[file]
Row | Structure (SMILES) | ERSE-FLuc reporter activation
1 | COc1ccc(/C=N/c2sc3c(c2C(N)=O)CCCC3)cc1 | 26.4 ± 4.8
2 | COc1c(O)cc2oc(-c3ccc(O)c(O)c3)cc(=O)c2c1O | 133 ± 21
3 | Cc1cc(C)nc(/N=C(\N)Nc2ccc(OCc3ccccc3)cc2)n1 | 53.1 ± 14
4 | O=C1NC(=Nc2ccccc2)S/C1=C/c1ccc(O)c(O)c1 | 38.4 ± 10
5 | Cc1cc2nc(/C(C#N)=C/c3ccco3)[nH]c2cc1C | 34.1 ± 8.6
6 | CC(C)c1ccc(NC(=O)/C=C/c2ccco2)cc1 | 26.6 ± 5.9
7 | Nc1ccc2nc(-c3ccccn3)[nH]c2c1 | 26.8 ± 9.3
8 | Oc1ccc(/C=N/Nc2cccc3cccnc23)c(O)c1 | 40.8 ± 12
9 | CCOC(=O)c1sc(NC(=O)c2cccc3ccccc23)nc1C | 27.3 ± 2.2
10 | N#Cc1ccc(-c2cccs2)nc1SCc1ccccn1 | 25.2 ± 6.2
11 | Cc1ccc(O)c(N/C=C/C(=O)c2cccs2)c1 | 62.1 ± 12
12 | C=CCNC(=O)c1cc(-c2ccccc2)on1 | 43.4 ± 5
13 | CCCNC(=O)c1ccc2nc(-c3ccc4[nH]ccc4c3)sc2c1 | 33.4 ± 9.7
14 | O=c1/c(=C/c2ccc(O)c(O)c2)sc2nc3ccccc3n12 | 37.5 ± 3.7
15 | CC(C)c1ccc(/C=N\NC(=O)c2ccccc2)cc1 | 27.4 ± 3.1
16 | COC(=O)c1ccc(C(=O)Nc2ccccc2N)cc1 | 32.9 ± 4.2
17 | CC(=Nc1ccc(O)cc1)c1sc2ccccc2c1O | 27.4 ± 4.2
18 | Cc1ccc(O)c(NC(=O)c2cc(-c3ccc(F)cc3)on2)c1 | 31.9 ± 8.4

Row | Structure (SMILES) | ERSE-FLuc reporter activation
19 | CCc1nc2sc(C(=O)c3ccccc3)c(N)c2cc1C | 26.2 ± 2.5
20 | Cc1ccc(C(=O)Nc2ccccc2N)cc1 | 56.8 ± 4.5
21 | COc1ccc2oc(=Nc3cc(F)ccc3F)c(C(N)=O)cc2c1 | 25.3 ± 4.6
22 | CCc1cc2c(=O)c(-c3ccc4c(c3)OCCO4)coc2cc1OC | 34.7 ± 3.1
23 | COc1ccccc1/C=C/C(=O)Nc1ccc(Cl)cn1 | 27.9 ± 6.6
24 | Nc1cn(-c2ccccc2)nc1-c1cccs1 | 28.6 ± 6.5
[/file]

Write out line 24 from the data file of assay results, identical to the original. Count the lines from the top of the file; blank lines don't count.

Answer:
22 | CCc1cc2c(=O)c(-c3ccc4c(c3)OCCO4)coc2cc1OC | 34.7 ± 3.1